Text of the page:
Thursday, January 22, 1920
Of the twenty-five distinguished service crosses won by West Virginians in the war, two came to Pocahontas County.
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Dick Smith, the noted hunter, has bought himself a Ford car. He has caught five large red foxes this week, and the week is still young. He has not as yet trusted himself to chase a fox in the car, but he says it is a great convenience to haul himself and the hounds to and from hunting.
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When the New York legislature assembled the other day, the Speaker of the House called the six members who had been elected on the Socialist ticket from districts in New York City, where the foreign element is strong, and told them they were suspected of not being true to the government of the state and nation, and that they should not sit as members until their state of mind had been investigated.
A resolution was put forth and carried with but two dissenting votes, and the Socialists were forcibly ejected from the floor of the house. Thereupon the clouds began to lower upon that house.
The New York World threw its usual fit and declared that the legislature had committed a capitol crime against representative government, and that there could be never more any laying of heads upon pillows in peace and security in this country. Charles Evans Hughes and W. H. Taft and hosts of other authorities declared that the legislature had done a hellish thing, and for a moment the country was all but swept off its feet. We know that we were that way, but like a good many other lawsuits, what appears at the first glance to be plain, upon study and investigation, appears to be just the opposite of what was the first impression.
The case is very similar to those that were so common in the days of reconstruction after the Civil War when all of our kin were disqualified from holding office because they could not take the test oath, that they had not given aid or comfort to the Confederacy. The older men in this county remember when a Captain in the Confederate Army took this oath and was promptly indicted and convicted of perjury.
The proceeding in New York is based on the same general grounds that the Socialist party gave aid and comfort to Germany. Everyone will remember what keen anxiety was felt at the time that we entered the war over the question of whether we would hang together or fall apart. It meant the world and all to us.
At that time, the Socialists tried to stampede the country and bring confusion to the nation. They succeeded in disrupting their own party, many good Americans leaving it and repudiating its doctrines in a public way. To say the least, the loyalty of the Socialists was under suspicion, and this would justify the legislature in ordering an inquiry…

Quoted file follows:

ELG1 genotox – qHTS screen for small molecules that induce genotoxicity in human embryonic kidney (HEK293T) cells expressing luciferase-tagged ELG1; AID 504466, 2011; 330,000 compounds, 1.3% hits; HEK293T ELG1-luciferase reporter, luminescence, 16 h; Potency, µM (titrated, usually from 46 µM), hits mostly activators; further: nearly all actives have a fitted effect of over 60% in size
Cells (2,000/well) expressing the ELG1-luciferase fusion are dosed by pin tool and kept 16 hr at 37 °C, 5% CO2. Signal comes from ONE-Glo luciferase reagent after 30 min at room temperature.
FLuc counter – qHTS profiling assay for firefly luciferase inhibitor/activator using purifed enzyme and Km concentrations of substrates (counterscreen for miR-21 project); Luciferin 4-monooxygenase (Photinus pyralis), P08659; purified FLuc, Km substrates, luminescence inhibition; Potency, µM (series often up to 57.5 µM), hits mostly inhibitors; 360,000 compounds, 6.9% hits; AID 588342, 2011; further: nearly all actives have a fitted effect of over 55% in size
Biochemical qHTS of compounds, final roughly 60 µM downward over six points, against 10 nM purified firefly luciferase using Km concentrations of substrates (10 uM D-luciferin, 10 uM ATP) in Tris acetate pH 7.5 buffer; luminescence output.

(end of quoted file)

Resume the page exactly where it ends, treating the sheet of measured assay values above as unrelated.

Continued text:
There does not seem to be any menace to our form of representative government in this proceeding. Just the reverse. The terms of the members were purposely made short so that the people could control the body by frequent elections and such questions as they are now considering is one of the things that they were elected for. If the course does not please the majority, then they will suffer at the next election. We have only two real safeguards in our government – the supreme power of the people at the polls, and the freedom of their representatives under the law while in office.
There is going to be a big trial over the Socialist members and much smoke will arise therefrom…
I have just read an article in your paper of January 8th on noted trees, that brings to my mind a certain apple tree known fifty years ago as “The Tommy Tree.” This tree stands on the hill between Mill Point and Stephen Hole Run, on the land owned by Isaac McNeel. My father, Peter McNeil, moved to that place fifty years ago, and the tree was then of considerable age, and he has told me that tree was there when he was a young man, and that it was planted there by one Tommy Bradshaw – hence, its name. Father, if now living, would be past ninety years of age. I visited this tree eight years ago and of a large orchard it seemed to be about the sole survivor and was sound and vigorous. I passed there last May and as far as I could see it was still holding its own. I would suppose that this tree is not less than a hundred years old. It may be that some of the old residents who live near this remarkable tree can tell more about it than I can. The fruit of this tree was rather small and very acid.
Dogs got into the fine flock of sheep of Austin Duncan last Friday night and killed and injured nineteen head. Mr. Duncan killed three of the dogs.
Report of Swago school for the third month ending January 8th. Number enrolled is 16. Edna McNeill, teacher. Pupils present 20 days this month: Goldie Jackson, Eva Beverage, Ruth Jackson, Susie Kellison, Pearl Barnes, Edith Armstrong, Glenna Barnes, Johnnie Hause, John Gay, Forrest Kellison, Lewis Gay. Pupils neither absent nor tardy, Susie Kellison, Ruth Jackson, Johnnie Hause.
Oscar Wilfong, aged about thirty-five years, died at Marlinton Sunday morning, January 18, 1920, from injuries received the day before at Deer Creek. He was loading logs on a car, and the load slipped, throwing him off and the logs catching him. He was brought to the Marlinton Hospital on the afternoon train, but he was so badly injured that he died that night. He was a native of Pendleton county, where his parents live. He is survived by his wife and their four children.
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Miss Ressie Griffin, aged sixteen years, daughter of Mrs. George Griffin, died at her home at Campbelltown, after a short illness, Sunday, January 18, 1920. Her body was buried at Mt. View Cemetery on Monday.